John Kinsella, who lives mostly in Australia, is a transnational literary powerhouse. Poet, fiction writer, playwright, librettist, critic, academic, collaborator, editor, publisher, activist; his activities and accomplishments are manifold. He is best known as a poet, and the publication of Graphology Poems 1995–2015 – a mammoth (and ongoing) discontinuous series of poems published in three volumes – brings together two decades of work.

The collection has ‘a tentative beginning and no possible closure’, as Kinsella writes in his prefatory note. The poems are numbered sequentially, though there are numerical gaps and leaps. There are thematic sections (such as the ‘Faith’ and ‘Forgery’ poems), and the final volume includes a number of appendices and ‘Mutations’. Like the landscapes Kinsella so often writes about, Graphology Poems is sprawling, sometimes messy, often imposing, and always compelling.

The pseudoscience of graphology is the study of handwriting, especially as a tool to analyse character, attribute authorship, or determine an author’s state of mind. For Kinsella, it is a beautifully ambiguous and generative master trope, putting in train numerous characteristic concerns: identity, authenticity, memory, place, representation, power, and textuality itself.

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  • Custom Article Title David McCooey reviews 'Graphology Poems 1995–2015, Vols I-III' by John Kinsella
  • Contents Category Poetry
  • Book Title Graphology Poems 1995–2015, vols I-III
  • Book Author John Kinsella
  • Author Type Author
  • Biblio Volume I, 268 pp, 9780734051639 Volume II, 281 pp, 9780734051646 Volume III, 246 pp, 9780734051653

According to The Magic Pudding, Bunyip Bluegum’s erudition is established through his ability to ‘converse on a great variety of subjects, having read all the best Australian poets’, a questionable achievement in Norman Lindsay’s day. A glance through the Annals of Australian Literature reveals the paucity of quality Australian poetry volumes published through most of the twentieth century, with selection shaped by the tastes of powerfully controlling editors, especially Douglas Stewart. Even in 1966, Max Harris’s survey essay on ‘Conflicts in Australian Intellectual Life’ – in which he inveighs against the academic gatekeeping of critics such as A.D.  Hope, James McAuley, and Vincent Buckley in the post-‘Ern Malley’ era – notes the limited opportunities for publication by emerging ‘younger non-intellectual’ poets. This situation changed dramatically for the generation of poets who appeared in the 1970s, with generous subsidies and the emergence of a range of independent and commercial publishing opportunities for poetry volumes: poets of this generation – whilst splitting the spoils along the lines of painstakingly demarcated coteries – responded to this opportunity by producing oeuvres often staggeringly more voluminous than those of the poets who preceded them (Kenneth Slessor’s 100 Poems would these days barely constitute a single publication).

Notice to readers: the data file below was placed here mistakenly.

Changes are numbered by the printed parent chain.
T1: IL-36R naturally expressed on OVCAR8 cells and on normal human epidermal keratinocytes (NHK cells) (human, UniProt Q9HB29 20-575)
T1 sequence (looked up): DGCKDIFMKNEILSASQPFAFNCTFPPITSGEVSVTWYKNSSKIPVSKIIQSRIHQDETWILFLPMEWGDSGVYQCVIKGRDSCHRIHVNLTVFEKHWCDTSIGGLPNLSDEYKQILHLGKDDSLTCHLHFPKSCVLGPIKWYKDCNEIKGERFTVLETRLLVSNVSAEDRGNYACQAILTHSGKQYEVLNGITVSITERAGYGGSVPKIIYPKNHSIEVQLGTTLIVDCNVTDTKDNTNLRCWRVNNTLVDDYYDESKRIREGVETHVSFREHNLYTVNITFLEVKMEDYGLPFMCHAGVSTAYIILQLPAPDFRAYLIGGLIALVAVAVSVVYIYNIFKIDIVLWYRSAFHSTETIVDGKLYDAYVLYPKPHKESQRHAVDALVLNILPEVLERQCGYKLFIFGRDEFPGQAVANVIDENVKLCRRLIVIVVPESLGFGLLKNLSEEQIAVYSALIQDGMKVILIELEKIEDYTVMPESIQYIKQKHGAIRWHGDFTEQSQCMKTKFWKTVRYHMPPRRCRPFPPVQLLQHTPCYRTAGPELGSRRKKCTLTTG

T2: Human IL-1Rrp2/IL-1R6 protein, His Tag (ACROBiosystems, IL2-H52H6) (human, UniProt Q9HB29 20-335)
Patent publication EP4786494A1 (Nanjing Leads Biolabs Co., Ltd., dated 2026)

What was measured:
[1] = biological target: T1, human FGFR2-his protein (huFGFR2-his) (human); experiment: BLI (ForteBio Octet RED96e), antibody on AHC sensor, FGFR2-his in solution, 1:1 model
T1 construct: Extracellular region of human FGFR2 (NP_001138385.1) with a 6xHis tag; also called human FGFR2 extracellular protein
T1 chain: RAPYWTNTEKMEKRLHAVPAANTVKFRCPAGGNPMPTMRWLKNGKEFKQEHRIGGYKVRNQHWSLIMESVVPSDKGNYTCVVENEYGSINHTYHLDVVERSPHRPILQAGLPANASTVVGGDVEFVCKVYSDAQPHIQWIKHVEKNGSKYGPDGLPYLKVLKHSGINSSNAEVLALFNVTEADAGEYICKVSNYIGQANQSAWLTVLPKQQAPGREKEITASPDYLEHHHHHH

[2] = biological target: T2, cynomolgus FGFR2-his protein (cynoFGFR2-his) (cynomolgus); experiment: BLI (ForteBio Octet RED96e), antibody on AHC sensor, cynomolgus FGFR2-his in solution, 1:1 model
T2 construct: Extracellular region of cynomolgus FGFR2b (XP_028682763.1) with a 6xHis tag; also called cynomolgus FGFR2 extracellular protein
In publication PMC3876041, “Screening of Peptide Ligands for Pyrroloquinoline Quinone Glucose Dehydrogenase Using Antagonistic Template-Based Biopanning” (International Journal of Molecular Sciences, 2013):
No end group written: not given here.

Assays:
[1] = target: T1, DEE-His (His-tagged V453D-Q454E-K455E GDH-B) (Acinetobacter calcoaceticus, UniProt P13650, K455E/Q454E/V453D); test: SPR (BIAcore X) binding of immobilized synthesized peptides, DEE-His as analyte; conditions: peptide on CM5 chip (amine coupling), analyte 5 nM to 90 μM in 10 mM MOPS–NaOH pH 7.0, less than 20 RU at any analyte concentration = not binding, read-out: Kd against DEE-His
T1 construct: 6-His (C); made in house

As the editors of Contemporary Australian Poetry (edited by Martin Langford et al., Puncher & Wattmann, $49.95 hb, 690 pp, 9781922186935) explain in their cogently instructive Introduction, the assurances of this fruitful period were at least threatened, if not ineradicably altered, by the abandonment of poetry publishing by major presses in the mid-1990s, when a return to the deserts of earlier in the century seemed likely. That this didn’t happen was due to the energies of mostly unpaid volunteers in a cottage industry of independent publishing: previously regional presses such as Five Islands Press and Fremantle Arts Centre Press suddenly became more central, and they were joined by the collective efforts of supportive publishers like Giramondo and Puncher & Wattmann, who discovered that, with small government subsidies and limited print-runs, poetry publishing could indeed be made economically viable (though payment for the poet’s labour was restricted).

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  • Custom Article Title John Hawke reviews 'Contemporary Australian Poetry' edited by Martin Langford et. al. and 'The Best Australian Poems 2016' edited by Sarah Holland-Batt
  • Contents Category Poetry
  • Book Title Contemporary Australian Poetry
  • Book Author Martin Langford et. al.
  • Author Type Editor
  • Biblio Puncher & Wattmann, $49.95 hb, 690 pp, 9781922186935

A book called Our Lady of the Fence Post (UWA Publishing, $22.99 pb, 105 pp, 9781742589121) by a poet called J.H. Crone is an irresistible proposition, simply as a notion. Luckily for readers, neither is at all fanciful. This verse narrative explores the events around the appearance in 2003 of a likeness of the Virgin Mary on a fence post at Coogee, near the site of a memorial for five local rugby players killed in the Bali bombings. Crowds of fervent worshippers flocked to the scene.

The elements of the real story are fantastical enough without any poetic embellishment: faith, anti-faith, nationalism, sensationalism, online abuse, grief whirled through the media at the time, all largely forgotten now. This heady mix, fading into the fog of vague recall, is a perfect ground for the narrative and allusive skills J.H. Crone has in abundance.

Female characters bear names with a Marian tinge: Mae the television reporter; Mari the bakery owner; a Muslim woman, Maryam; even an expert on religion called Maire: but this seems only fitting. J.H. Crone has come lately to poetry after a career as a documentary maker and editor, and though she has a documentarist’s skills with history, she also spins religion though everything, in the bakery, say: ‘Mari offers a slab of soft, air-filled / bread to Jesus, but she can’t eat. Perhaps / a caramelised cardamom brulee / tart? Jesus swallows a flake. Her dolour / pours out into the throng.’